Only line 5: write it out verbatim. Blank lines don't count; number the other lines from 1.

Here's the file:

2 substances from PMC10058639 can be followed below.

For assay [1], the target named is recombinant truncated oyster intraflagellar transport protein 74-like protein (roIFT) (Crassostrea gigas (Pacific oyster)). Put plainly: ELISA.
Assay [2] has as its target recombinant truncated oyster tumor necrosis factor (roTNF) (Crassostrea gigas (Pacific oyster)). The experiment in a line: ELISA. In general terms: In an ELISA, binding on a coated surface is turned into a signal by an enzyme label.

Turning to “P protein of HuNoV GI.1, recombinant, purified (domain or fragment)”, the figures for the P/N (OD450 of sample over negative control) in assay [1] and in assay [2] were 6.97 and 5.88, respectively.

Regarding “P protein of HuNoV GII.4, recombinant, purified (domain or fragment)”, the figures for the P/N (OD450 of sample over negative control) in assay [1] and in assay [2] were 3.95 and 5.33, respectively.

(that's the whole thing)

Regarding “P protein of HuNoV GII.4, recombinant, purified (domain or fragment)”, the figures for the P/N (OD450 of sample over negative control) in assay [1] and in assay [2] were 3.95 and 5.33, respectively.